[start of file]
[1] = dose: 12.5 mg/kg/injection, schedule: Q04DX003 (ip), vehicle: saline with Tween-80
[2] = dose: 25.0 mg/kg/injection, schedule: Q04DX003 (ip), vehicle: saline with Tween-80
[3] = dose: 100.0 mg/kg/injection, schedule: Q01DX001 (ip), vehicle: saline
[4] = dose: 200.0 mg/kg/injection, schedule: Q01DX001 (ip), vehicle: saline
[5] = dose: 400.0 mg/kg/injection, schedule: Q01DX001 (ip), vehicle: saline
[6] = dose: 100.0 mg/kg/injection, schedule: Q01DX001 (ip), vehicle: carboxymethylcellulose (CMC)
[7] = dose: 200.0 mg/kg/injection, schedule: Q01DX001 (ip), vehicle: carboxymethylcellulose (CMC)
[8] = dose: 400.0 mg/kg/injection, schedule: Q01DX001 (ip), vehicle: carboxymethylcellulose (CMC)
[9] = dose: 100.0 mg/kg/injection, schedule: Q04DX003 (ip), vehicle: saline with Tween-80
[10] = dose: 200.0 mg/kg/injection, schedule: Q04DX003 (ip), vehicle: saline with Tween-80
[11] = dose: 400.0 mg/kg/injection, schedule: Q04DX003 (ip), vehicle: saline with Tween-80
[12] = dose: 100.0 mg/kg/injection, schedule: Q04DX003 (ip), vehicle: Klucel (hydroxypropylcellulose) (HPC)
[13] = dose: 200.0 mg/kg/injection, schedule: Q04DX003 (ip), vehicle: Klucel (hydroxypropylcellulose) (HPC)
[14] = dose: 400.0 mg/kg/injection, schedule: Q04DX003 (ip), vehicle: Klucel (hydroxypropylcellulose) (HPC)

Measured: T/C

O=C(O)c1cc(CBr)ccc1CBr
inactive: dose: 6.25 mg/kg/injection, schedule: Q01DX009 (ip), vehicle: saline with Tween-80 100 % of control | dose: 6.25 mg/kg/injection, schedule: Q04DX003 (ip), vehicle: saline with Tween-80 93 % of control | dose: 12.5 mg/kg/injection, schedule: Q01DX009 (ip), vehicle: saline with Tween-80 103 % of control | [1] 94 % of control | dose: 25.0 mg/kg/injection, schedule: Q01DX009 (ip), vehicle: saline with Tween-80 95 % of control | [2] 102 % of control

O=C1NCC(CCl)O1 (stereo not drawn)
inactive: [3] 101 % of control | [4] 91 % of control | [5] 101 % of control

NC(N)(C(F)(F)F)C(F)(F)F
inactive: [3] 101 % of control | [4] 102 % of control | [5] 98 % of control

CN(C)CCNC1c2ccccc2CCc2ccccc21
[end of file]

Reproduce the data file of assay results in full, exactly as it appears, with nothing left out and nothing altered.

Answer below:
[1] = dose: 12.5 mg/kg/injection, schedule: Q04DX003 (ip), vehicle: saline with Tween-80
[2] = dose: 25.0 mg/kg/injection, schedule: Q04DX003 (ip), vehicle: saline with Tween-80
[3] = dose: 100.0 mg/kg/injection, schedule: Q01DX001 (ip), vehicle: saline
[4] = dose: 200.0 mg/kg/injection, schedule: Q01DX001 (ip), vehicle: saline
[5] = dose: 400.0 mg/kg/injection, schedule: Q01DX001 (ip), vehicle: saline
[6] = dose: 100.0 mg/kg/injection, schedule: Q01DX001 (ip), vehicle: carboxymethylcellulose (CMC)
[7] = dose: 200.0 mg/kg/injection, schedule: Q01DX001 (ip), vehicle: carboxymethylcellulose (CMC)
[8] = dose: 400.0 mg/kg/injection, schedule: Q01DX001 (ip), vehicle: carboxymethylcellulose (CMC)
[9] = dose: 100.0 mg/kg/injection, schedule: Q04DX003 (ip), vehicle: saline with Tween-80
[10] = dose: 200.0 mg/kg/injection, schedule: Q04DX003 (ip), vehicle: saline with Tween-80
[11] = dose: 400.0 mg/kg/injection, schedule: Q04DX003 (ip), vehicle: saline with Tween-80
[12] = dose: 100.0 mg/kg/injection, schedule: Q04DX003 (ip), vehicle: Klucel (hydroxypropylcellulose) (HPC)
[13] = dose: 200.0 mg/kg/injection, schedule: Q04DX003 (ip), vehicle: Klucel (hydroxypropylcellulose) (HPC)
[14] = dose: 400.0 mg/kg/injection, schedule: Q04DX003 (ip), vehicle: Klucel (hydroxypropylcellulose) (HPC)

Measured: T/C

O=C(O)c1cc(CBr)ccc1CBr
inactive: dose: 6.25 mg/kg/injection, schedule: Q01DX009 (ip), vehicle: saline with Tween-80 100 % of control | dose: 6.25 mg/kg/injection, schedule: Q04DX003 (ip), vehicle: saline with Tween-80 93 % of control | dose: 12.5 mg/kg/injection, schedule: Q01DX009 (ip), vehicle: saline with Tween-80 103 % of control | [1] 94 % of control | dose: 25.0 mg/kg/injection, schedule: Q01DX009 (ip), vehicle: saline with Tween-80 95 % of control | [2] 102 % of control

O=C1NCC(CCl)O1 (stereo not drawn)
inactive: [3] 101 % of control | [4] 91 % of control | [5] 101 % of control

NC(N)(C(F)(F)F)C(F)(F)F
inactive: [3] 101 % of control | [4] 102 % of control | [5] 98 % of control

CN(C)CCNC1c2ccccc2CCc2ccccc21